Nas and Damian Marley, Weird Al, and B-Girl Be Carnival

Weird Al kicks off the week at the State Fair


Weird Al Yankovic

State Fair Grandstand

Let's face it: You owned a bunch of Weird Al albums in junior high and knew all the words, but then felt, well, weird about it when you started high school, so you swapped them at Cheapo. But now that you're older and more secure (right?) you're not ashamed to say you still accidentally sing the lyrics to "Yoda" sometimes when the Kinks come on the radio. No worries; the undisputed king of the parody song is one of the coolest uncool guys around. He's best known for warping the words of classics by Michael Jackson and Nirvana to create pop-culture pastiche, but dig his ability to convincingly ape the styles of just about anyone in original tunes, from the spot-on David Byrne whooping on the insidiously catchy "Dog Eat Dog" to his recent turn as a growling Jim Morrison on "Craigslist." Let your geek flag fly when the Frank Sinatra of nerds comes to the fair this year. Quoth Homer Simpson: "He who is tired of Weird Al is tired of life." All ages. $22. 8 p.m. 1265 Snelling Ave. N., St. Paul; 651.642.2262. —Bryan Miller


Dale Earnhardt Jr. Jr.

400 Bar

Being a Dale Earnhardt, Jr. fan hasn't been much fun for the past couple NASCAR seasons; despite crew chief switcheroos and sponsorship shifts, the Intimidator's most celebrated progeny hasn't been able to make much racing magic happen. Being a Dale Earnhardt Jr. Jr. fan, on the other hand, is proving a bit more satisfying; this lawsuit-baiting Detroit outfit is making a borrowed name for itself with florid, bucolic synth-pop that sashays, iridescent, like a herd of irradiated mutant peacocks wandering hither and yon through sunstroke hallucinations. The group's debut EP, Horse Power, is the kind of blissful, ladies-and-gentleman-we-are-floating-in-methadone shot-across-the-bow that's guaranteed to blow a whole slew of minds without breaking a sweat. And if three hazy, tropical originals plus the sweetheart cover of the Beach Boys' "God Only Knows" aren't enough to sate you, take heart: A full-length is due sometime this fall. With Athletes in Slacks. 18+. $5. 8 p.m. 400 Cedar Ave. S., Minneapolis; 612.332.2903.—Ray Cummings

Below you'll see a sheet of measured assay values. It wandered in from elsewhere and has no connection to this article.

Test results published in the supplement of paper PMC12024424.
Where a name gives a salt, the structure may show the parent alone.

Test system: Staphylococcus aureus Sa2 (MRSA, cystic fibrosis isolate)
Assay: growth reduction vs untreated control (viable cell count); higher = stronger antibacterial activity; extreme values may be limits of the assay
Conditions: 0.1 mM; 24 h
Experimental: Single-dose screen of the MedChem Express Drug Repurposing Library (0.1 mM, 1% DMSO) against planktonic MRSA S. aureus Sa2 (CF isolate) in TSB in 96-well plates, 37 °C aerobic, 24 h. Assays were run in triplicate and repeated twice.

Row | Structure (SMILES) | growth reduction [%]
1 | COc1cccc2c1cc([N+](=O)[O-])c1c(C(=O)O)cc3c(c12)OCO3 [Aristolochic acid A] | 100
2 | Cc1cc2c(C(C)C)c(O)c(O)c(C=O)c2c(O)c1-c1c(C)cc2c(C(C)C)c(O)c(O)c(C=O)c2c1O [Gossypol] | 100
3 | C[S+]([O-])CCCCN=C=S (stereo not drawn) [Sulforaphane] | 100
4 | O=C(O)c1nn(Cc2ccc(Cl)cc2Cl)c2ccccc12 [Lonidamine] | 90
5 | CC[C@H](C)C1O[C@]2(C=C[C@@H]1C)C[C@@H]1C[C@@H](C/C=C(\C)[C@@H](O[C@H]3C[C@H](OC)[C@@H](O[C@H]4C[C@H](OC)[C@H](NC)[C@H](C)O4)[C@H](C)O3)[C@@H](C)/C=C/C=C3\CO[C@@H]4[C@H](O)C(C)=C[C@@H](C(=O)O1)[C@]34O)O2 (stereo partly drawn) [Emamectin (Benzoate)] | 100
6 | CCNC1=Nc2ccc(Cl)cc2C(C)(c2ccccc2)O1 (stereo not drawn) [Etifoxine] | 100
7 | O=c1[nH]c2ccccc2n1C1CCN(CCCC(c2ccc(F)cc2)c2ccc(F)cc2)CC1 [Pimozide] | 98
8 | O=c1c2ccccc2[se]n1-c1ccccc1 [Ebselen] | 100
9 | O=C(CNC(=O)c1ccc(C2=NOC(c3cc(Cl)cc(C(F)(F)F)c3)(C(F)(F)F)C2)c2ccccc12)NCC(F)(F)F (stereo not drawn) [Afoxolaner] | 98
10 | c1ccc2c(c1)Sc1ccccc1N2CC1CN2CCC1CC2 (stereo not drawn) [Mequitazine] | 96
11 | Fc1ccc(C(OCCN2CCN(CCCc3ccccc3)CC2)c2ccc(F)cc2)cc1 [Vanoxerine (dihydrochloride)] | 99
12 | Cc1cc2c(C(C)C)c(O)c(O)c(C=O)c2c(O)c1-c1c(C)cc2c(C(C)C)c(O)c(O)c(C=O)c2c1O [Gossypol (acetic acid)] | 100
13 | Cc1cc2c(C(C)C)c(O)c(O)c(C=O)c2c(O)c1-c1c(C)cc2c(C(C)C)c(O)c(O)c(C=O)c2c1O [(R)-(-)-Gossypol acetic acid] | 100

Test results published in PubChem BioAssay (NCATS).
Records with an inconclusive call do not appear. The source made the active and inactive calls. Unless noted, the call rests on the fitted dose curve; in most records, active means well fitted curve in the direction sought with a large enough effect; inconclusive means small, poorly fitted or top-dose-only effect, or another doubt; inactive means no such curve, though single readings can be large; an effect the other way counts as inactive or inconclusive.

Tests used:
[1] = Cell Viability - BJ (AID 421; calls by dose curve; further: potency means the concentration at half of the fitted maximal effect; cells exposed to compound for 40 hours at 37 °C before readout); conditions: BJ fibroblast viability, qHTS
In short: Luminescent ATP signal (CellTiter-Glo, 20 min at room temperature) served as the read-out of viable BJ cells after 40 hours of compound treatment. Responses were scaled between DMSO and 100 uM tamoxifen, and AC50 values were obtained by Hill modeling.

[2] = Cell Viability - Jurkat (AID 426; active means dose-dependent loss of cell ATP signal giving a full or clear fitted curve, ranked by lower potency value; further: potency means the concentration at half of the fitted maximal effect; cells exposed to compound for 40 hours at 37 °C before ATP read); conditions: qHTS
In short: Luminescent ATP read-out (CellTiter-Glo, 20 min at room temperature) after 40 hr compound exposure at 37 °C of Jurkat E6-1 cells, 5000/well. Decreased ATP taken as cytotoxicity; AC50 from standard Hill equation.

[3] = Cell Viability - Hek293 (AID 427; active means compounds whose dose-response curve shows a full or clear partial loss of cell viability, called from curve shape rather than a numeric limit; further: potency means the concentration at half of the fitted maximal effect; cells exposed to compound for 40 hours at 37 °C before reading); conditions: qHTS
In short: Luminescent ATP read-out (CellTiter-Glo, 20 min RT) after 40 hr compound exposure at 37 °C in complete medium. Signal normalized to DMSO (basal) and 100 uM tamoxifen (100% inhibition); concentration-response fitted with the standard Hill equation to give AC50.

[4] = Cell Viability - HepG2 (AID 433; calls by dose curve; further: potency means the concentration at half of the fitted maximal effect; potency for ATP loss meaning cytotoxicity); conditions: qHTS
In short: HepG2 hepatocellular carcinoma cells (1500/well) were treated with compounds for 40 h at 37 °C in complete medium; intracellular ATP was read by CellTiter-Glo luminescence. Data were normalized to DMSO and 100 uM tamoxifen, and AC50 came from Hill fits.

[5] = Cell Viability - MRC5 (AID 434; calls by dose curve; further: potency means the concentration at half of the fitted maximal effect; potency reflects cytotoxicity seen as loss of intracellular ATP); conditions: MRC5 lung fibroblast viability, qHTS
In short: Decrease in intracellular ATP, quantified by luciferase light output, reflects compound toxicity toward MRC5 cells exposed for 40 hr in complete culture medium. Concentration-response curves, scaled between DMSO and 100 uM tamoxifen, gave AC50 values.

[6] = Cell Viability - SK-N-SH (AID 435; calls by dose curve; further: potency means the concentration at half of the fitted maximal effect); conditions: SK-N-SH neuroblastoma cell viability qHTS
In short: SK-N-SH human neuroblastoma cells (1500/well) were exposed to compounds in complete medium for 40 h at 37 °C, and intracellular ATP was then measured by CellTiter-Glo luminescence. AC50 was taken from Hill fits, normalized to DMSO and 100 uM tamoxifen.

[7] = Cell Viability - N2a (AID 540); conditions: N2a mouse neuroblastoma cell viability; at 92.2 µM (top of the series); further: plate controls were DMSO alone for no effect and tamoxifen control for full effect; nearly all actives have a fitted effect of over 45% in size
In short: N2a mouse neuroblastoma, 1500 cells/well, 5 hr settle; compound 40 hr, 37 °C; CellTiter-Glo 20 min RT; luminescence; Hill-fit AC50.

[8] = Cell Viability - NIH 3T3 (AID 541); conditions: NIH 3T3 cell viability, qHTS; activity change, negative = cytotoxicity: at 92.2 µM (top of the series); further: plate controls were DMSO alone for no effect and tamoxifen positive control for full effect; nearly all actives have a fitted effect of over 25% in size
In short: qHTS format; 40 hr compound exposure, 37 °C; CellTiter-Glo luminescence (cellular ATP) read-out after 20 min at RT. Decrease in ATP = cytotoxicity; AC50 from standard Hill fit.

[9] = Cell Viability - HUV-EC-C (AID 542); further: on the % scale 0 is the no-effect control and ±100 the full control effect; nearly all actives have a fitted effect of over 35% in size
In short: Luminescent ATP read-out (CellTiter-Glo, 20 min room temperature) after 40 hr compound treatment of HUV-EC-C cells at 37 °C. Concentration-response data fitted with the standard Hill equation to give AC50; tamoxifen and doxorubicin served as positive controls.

Bar Fly

The windshield-rattling bass lines of most Excision tracks sound like Bernie Worrell's bottomed-out Minimoog from Parliament pumped through the UFO sound system in Close Encounters of the Third Kind. It's a buzz so momentous and melodic, it doesn't need rap vocals to be menacing or interesting, though the young Canadian dubstep DJ has dabbled in hip-hop remixing with collaborator Datsik (on last year's Wu-Tang Meets the Indie Culture Vol. 2: Enter the Dubstep). Fans of M.I.A.'s chopped up Sleigh Bells riff on "Meds and Feds" might notice a similarly metal heaviness here dipping into dub, though Excision can as easily whip his guitar crunch into a drum-'n'-bass frenzy—it's all gangster to him. With Vaski, Nick Wishard, Bogtrotter, and Smilodon & Toffler. 18+. $15. 8 p.m. 711 Hennepin Ave., Minneapolis; 612.333.6100.